Northern Suburbs Mental Health Services

The Hon. J.S.L. DAWKINS (14:57): Members of the council will know of my long support for people living with mental illness, my work as the Premier's Advocate for Suicide Prevention and also my involvement with the Playford and Salisbury suicide prevention networks, among many others. Will the minister update the council on the government's action with regard to mental health services in the northern suburbs?

The Hon. S.G. WADE (Minister for Health and Wellbeing) (14:58): I thank the honourable member for his question and acknowledge his long-term work in the area of mental health and suicide prevention. The Marshall Liberal government yesterday opened an interim mental health assessment unit at the Lyell McEwin Hospital to provide specialised care for mental health patients. The five-bed unit will allow patients to receive timely assessment, initial treatment and care in an appropriate environment. These beds deliver on a Marshall Liberal government election commitment to establish an interim unit at the hospital ahead of the construction of a brand-new $5.5 million facility.

The decision of the former Labor government to abruptly close the short-stay unit in December 2017 under previous health ministers Peter Malinauskas and Chris Picton, the honourable members for Croydon and Kaurna, has added pressure to our hospitals this year. While the former Labor government was prepared to leave mental health patients without a dedicated unit for years while a new permanent unit is constructed, the Marshall Liberal government does not want mental health patients to languish.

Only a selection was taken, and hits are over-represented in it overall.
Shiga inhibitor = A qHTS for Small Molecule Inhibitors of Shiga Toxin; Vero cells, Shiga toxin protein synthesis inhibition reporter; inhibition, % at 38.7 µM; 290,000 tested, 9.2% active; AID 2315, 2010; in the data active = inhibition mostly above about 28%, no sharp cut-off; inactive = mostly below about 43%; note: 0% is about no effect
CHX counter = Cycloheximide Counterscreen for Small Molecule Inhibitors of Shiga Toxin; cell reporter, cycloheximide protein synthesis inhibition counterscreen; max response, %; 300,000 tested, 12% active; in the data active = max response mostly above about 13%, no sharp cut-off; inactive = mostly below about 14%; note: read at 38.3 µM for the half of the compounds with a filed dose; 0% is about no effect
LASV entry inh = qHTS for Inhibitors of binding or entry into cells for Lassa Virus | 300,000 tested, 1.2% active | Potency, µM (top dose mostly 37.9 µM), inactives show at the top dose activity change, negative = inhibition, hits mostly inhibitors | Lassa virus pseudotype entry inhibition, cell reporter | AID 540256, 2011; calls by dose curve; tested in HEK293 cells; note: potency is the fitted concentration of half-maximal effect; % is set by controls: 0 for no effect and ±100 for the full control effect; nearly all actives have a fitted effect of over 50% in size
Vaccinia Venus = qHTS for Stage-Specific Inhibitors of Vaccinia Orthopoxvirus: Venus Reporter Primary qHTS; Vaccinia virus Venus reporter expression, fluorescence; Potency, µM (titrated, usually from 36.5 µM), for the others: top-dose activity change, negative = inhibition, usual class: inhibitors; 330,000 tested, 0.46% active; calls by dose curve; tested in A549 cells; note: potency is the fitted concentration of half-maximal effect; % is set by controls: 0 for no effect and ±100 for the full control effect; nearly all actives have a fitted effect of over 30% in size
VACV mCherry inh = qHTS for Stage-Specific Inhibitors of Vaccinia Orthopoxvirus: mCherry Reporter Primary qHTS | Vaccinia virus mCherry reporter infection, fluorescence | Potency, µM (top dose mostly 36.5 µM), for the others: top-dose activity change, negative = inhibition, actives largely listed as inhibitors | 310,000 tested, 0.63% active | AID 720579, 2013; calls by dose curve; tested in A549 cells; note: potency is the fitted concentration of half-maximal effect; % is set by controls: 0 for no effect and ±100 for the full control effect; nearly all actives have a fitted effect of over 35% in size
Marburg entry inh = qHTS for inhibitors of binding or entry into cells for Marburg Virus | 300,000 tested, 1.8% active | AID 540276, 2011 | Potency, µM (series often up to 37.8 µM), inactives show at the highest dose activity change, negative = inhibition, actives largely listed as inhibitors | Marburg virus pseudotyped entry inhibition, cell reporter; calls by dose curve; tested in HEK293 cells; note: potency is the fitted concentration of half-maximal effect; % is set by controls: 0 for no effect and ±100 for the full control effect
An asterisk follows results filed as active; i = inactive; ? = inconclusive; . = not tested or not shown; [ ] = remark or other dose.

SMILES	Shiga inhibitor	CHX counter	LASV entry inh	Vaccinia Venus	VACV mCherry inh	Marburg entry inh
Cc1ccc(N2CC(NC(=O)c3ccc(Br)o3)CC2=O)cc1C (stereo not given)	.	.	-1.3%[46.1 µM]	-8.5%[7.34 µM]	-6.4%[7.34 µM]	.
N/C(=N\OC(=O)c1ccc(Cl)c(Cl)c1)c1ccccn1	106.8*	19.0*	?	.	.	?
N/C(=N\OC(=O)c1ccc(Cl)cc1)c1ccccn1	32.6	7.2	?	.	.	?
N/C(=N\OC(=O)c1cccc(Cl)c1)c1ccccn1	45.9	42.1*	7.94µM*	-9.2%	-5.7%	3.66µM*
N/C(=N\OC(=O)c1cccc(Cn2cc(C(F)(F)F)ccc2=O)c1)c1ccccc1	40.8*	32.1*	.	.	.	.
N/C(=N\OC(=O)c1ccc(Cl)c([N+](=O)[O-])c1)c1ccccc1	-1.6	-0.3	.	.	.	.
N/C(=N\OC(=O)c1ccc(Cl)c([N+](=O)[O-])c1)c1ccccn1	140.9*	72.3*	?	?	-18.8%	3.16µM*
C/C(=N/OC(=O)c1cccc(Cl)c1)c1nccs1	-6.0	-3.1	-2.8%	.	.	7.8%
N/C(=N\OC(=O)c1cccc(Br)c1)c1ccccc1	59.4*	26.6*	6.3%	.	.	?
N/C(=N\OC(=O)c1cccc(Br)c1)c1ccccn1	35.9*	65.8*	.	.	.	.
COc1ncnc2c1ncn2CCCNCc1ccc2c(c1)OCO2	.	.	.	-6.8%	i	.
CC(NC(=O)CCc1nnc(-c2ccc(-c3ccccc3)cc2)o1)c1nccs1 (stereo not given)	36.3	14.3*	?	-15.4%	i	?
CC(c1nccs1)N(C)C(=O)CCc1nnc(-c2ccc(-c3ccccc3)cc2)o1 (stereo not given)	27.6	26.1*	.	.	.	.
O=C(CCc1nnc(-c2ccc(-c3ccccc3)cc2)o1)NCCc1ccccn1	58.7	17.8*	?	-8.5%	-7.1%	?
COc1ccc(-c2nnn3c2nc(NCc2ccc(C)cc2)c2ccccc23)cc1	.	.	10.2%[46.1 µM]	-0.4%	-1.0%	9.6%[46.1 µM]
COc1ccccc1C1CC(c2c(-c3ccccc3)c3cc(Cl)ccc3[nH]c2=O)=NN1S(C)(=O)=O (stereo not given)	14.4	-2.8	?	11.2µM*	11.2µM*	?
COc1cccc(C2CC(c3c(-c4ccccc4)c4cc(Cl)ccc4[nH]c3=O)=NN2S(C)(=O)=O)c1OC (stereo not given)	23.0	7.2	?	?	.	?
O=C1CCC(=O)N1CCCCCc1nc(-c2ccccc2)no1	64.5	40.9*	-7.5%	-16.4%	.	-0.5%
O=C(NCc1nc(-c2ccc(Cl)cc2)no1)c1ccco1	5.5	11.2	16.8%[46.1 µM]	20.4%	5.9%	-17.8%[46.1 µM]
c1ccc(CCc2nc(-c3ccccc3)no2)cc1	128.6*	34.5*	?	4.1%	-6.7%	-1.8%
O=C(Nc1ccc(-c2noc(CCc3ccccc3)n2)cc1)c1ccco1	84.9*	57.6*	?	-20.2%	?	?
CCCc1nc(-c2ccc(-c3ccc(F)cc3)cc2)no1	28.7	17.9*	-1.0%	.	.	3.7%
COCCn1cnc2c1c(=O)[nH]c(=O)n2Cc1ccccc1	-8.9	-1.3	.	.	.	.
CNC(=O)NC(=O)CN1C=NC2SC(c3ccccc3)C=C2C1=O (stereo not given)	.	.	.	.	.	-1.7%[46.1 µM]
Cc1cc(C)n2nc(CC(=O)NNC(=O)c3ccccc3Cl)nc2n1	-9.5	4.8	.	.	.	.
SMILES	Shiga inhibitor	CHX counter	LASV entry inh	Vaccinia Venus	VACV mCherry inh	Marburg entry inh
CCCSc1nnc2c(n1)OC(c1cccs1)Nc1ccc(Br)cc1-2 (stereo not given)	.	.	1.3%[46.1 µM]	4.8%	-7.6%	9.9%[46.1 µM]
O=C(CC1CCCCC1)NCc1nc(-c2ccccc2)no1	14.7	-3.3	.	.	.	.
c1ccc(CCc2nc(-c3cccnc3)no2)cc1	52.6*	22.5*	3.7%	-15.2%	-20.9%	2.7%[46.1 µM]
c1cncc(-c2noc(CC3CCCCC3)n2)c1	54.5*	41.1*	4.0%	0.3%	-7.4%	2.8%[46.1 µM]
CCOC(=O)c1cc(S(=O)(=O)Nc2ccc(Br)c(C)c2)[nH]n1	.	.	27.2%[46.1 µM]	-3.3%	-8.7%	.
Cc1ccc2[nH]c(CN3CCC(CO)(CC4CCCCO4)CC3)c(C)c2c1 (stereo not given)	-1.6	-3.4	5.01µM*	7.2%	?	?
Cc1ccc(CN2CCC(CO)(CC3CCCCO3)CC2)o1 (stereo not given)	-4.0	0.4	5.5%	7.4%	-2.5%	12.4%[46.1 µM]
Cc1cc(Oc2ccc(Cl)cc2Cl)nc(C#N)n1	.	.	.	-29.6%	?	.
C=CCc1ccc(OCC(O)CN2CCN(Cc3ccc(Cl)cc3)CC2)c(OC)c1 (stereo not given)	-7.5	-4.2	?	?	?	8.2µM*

In opposition, the Marshall Liberal team committed to an interim solution; we have delivered. Emergency department wait times for mental health patients have increased since Labor cut more than 60 mental health beds across the state's hospital system and older people's mental health network. The cuts have contributed to emergency department overcrowding and mean that more mental health patients are staying in acute metropolitan hospital beds for longer periods.

The government has invested $500,000 in the facility to ensure it is fit for purpose for mental health consumers and will be staffed by a dedicated mental health multidisciplinary team. The permanent mental health assessment unit is part of the wider $58 million major redevelopment of the Lyell McEwin Hospital's emergency department. While the major project is due for completion in 2020-21, the development of the permanent mental health assessment unit is a priority. In the meantime, the temporary unit will improve the way consumers receive care and also help to alleviate demand on the emergency department.

There has been an increase in the number of presentations to Lyell McEwin over the past decade, and a significant number have been mental health presentations. Mental health consumers have complex needs and require specialised facilities to ensure they receive the best care. Being able to assess and treat mental health consumers in the interim facility not only benefits the patients but also frees up staff in the emergency department.

The facility includes purpose-designed beds, bathroom facilities, dining and lounge area, private consulting rooms and staff work stations, and will allow our dedicated mental health staff to provide specialised care to consumers in a suitable environment.